Senator Ron Johnson doesn’t want subsidies for his aides:
The Republican senator’s lawsuit, filed in Wisconsin district court, seeks to overturn a rule adopted by the administration’s Office of Personnel Management to continue contributing a government subsidy to help pay the monthly healthcare premiums of members of Congress and their staff members after they enroll in plans offered through the District of Columbia’s new exchange.
As part of the Affordable Care Act, members of Congress and their staff members were no longer allowed to receive healthcare through the federal benefits system, a provision intended to shift them onto the exchanges set up for private individuals who do not receive employer-provided plans.
But the law was ambiguous about whether the lawmakers and staff would continue to receive the generous government contribution that previously subsidized their coverage. The Obama administration ruled that they would.
Johnson said at a news conference at the Capitol on Monday that the administration’s rule amounts to “special treatment” for lawmakers and their staffs. He said the government subsidy gives them a tax benefit not available to ordinary Americans who do not have employer-based coverage.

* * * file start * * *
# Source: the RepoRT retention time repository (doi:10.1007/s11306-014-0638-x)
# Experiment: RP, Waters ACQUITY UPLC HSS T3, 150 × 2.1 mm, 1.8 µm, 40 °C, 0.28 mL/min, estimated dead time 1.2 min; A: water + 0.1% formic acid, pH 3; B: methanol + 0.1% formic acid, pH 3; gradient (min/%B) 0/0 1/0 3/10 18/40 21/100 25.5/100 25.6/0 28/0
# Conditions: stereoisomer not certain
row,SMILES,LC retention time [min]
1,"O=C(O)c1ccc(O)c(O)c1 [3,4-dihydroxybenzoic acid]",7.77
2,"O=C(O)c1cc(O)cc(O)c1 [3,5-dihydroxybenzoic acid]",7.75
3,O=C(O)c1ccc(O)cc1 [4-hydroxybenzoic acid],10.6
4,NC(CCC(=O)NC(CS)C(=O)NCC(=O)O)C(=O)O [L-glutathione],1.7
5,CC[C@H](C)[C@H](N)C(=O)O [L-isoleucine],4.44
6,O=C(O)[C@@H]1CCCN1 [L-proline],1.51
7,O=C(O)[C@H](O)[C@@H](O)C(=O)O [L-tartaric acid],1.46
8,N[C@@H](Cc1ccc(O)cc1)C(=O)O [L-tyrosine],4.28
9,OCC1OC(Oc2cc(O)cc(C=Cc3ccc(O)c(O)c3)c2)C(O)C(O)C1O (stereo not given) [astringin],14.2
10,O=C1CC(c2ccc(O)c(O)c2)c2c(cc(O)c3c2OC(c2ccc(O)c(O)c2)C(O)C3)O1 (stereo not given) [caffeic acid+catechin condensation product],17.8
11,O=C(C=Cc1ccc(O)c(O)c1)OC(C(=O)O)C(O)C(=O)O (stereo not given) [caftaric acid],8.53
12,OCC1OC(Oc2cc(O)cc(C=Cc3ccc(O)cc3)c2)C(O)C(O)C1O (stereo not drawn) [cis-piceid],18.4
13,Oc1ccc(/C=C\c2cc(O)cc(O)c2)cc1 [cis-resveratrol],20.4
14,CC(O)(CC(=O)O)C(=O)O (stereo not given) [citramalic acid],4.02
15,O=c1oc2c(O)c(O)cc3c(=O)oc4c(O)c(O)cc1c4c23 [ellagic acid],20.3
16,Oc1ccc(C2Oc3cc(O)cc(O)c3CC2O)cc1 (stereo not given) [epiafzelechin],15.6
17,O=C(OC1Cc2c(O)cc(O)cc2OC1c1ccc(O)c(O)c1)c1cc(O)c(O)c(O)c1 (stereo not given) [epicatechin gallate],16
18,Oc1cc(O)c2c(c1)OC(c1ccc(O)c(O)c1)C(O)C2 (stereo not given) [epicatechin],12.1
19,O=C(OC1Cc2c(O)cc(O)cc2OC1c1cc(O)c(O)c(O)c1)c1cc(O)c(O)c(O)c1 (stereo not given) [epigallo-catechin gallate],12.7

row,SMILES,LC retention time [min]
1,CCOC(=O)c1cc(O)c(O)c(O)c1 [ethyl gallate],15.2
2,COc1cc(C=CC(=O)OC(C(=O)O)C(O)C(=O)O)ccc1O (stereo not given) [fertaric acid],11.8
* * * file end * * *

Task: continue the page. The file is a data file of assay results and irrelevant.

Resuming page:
I wonder what people who work for him think of this and remember that not all of them are wealthy.
Separately, I love this:
But the larger issue, Johnson said, was the administration’s use of executive authority to waive or delay parts of the law. His office provided a list of 13 specific changes to the law made by executive action, and cited an outside analysis of at least 27 overall.
“If members of Congress, if this administration don’t like the law of the land, they should come to Congress to change the law of the land,” Johnson said. “They should not change it by presidential decree or presidential fiat.”
Republicans in this Congress absolutely refuse to make any changes to Obamacare even if it makes it better (in some ways, especially if it makes it better since they want it to fail), so there’s absolutely no way to change anything through this Congress.